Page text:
EHR Vendors Will Start Dropping Like Flies – As I’ve said many times before, we won’t see the EHR consolidation that many are talking about (ie. 5 EHR vendors). However, we will start to see major EHR vendor fall out in 2014. Most of the press releases will spin it as a win for the company and the end users, but there are going to be a lot of unhappy EHR users when these companies start folding up shop through acquisition or otherwise.

About the author

John Lynn

John Lynn

John Lynn is the Founder of the HealthcareScene.com, a network of leading Healthcare IT resources. The flagship blog, Healthcare IT Today, contains over 13,000 articles with over half of the articles written by John. These EMR and Healthcare IT related articles have been viewed over 20 million times.

John manages Healthcare IT Central, the leading career Health IT job board. He also organizes the first of its kind conference and community focused on healthcare marketing, Healthcare and IT Marketing Conference, and a healthcare IT conference, EXPO.health, focused on practical healthcare IT innovation. John is an advisor to multiple healthcare IT companies. John is highly involved in social media, and in addition to his blogs can be found on Twitter: @techguy.

6 Comments

  • Direct Project Taking off is a good thing. EHR adoption – yes will increase and we see that on the ground everyday.

    EMR Vendors consolidation – as you say is unlikely to happen in a big way. Yes there are a few companies already in the process of winding down and all that’s interesting is their portfolio of clients who are willing to migrate to the acquirer’s platform. Its too expensive to maintain multiple systems – which the likes of All Scripts have realized overtime. Foot print and size matters and 2014 will be a pivotal year to determine the haves and have nots.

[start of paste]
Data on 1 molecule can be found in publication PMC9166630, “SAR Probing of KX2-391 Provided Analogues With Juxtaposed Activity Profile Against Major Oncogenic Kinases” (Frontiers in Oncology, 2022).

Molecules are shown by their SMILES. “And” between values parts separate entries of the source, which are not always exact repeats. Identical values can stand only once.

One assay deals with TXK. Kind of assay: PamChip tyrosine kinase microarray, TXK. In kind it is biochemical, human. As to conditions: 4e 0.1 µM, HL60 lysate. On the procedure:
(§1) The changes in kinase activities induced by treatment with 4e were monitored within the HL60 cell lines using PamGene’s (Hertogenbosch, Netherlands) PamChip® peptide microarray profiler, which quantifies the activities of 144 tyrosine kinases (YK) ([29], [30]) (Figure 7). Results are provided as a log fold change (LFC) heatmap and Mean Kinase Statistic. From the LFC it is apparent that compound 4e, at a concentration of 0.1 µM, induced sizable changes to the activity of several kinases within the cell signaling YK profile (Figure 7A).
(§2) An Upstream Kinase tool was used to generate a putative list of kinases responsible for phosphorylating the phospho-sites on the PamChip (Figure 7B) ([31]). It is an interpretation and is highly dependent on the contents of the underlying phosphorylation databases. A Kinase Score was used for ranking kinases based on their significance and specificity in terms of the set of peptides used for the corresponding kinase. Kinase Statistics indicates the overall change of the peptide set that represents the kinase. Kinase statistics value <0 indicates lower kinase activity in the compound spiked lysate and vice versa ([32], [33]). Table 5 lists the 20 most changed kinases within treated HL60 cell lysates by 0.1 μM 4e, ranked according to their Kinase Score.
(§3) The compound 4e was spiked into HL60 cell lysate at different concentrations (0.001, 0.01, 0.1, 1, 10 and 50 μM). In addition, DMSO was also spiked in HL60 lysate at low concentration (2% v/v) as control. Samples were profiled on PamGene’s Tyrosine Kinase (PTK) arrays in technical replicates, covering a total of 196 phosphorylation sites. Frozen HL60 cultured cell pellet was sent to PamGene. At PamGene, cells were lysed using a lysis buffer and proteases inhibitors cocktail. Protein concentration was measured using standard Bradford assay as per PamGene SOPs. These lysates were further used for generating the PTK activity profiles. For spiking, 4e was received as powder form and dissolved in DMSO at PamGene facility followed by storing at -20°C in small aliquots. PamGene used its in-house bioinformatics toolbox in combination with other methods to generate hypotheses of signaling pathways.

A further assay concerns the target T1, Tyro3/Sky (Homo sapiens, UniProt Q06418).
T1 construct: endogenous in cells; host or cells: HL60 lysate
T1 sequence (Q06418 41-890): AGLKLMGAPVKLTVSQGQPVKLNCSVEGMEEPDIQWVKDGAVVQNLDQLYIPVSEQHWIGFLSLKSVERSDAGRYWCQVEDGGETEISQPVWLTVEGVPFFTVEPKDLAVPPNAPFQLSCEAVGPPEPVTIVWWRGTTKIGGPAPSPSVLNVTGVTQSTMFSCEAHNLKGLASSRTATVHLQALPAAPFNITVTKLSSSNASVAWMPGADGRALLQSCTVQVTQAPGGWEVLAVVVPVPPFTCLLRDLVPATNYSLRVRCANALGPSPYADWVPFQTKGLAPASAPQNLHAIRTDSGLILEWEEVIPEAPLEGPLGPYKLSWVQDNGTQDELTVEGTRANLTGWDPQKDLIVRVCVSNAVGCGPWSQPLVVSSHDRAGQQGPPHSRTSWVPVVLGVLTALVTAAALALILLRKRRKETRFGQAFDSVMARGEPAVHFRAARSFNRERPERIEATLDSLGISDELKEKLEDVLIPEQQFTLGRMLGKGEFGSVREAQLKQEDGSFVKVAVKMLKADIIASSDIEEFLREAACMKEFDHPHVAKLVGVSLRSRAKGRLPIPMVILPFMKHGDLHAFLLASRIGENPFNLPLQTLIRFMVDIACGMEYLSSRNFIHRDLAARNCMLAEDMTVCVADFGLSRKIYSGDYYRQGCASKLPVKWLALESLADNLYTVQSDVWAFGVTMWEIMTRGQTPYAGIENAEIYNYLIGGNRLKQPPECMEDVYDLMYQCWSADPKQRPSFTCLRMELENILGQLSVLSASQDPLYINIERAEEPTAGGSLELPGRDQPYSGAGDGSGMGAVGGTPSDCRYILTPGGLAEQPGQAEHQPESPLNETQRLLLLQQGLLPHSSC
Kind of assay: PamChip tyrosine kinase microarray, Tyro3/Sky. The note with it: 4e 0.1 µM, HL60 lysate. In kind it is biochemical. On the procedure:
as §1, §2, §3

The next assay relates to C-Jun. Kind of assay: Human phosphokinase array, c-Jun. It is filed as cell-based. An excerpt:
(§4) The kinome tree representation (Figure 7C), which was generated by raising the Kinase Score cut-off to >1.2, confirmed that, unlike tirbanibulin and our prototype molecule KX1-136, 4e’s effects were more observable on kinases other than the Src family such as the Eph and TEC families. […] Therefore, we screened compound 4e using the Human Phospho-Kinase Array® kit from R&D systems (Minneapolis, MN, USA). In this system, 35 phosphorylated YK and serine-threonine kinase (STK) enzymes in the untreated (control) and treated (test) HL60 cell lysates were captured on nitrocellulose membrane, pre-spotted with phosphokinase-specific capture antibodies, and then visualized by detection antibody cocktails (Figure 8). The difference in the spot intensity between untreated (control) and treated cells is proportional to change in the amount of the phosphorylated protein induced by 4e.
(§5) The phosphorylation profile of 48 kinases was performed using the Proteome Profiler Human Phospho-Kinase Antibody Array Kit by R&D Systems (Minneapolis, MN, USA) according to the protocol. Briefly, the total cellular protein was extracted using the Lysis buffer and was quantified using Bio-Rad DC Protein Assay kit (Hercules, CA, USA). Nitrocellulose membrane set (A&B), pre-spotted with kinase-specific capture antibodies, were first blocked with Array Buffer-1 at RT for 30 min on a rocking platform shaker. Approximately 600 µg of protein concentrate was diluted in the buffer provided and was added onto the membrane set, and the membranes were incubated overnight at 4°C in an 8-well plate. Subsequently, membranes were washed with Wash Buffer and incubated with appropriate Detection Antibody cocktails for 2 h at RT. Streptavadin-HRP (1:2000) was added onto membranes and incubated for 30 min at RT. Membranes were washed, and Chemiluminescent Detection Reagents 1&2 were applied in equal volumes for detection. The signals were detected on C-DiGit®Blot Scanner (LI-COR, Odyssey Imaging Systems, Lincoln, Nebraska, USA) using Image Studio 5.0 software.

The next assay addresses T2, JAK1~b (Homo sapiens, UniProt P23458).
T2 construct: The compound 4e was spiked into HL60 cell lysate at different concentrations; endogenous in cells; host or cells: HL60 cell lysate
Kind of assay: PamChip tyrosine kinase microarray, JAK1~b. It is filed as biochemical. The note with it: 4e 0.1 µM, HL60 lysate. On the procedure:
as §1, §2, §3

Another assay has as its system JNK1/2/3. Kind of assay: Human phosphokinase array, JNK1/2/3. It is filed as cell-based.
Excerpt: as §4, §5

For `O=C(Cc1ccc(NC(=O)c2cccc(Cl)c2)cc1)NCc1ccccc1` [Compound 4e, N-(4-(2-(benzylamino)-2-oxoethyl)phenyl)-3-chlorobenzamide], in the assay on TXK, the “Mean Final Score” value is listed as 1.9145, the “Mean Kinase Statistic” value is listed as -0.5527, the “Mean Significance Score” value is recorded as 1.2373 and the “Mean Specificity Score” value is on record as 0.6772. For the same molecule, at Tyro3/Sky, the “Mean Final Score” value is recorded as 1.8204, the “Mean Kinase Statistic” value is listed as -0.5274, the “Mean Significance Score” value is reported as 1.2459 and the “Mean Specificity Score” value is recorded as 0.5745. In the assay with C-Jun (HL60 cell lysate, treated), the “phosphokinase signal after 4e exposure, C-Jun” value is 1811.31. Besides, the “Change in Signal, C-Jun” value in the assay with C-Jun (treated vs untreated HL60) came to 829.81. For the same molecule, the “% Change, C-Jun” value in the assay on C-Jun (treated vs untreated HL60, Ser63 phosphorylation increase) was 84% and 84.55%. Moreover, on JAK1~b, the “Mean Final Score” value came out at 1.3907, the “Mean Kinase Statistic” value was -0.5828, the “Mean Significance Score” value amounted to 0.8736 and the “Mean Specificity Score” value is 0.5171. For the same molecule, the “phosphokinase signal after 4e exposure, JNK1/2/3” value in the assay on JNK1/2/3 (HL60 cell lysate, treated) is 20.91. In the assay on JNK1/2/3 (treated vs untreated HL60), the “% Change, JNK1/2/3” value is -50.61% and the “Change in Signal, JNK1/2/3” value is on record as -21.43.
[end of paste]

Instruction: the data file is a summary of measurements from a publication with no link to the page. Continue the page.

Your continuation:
• Direct project is dead on arrival (despite its strong twitter support) – patients don’t have them (it was set up for doc to doc communication) and there are other easier options.

    ICD-10 won’t bankrupt anyone – it changes the billing system but it doesn’t change what you can bill for now what you receive.. Most docs won’t see much impact – they learn the codes they need or their ehr does it for them now.

    There are really only a few EHR vendors in the market now so yes your brother in the garages system will close shop. One or two big ones might bail but Epic will continue to own the large system market and is now the defacto national HIE. (1 in 4 docs on it by full roll out).

  • “EHR Vendors Will Start Dropping Like Flies – As I’ve said many times before, we won’t see the EHR consolidation that many are talking about (ie. 5 EHR vendors). However, we will start to see major EHR vendor fall out in 2014. Most of the press releases will spin it as a win for the company and the end users, but there are going to be a lot of unhappy EHR users when these companies start folding up shop through acquisition or otherwise.”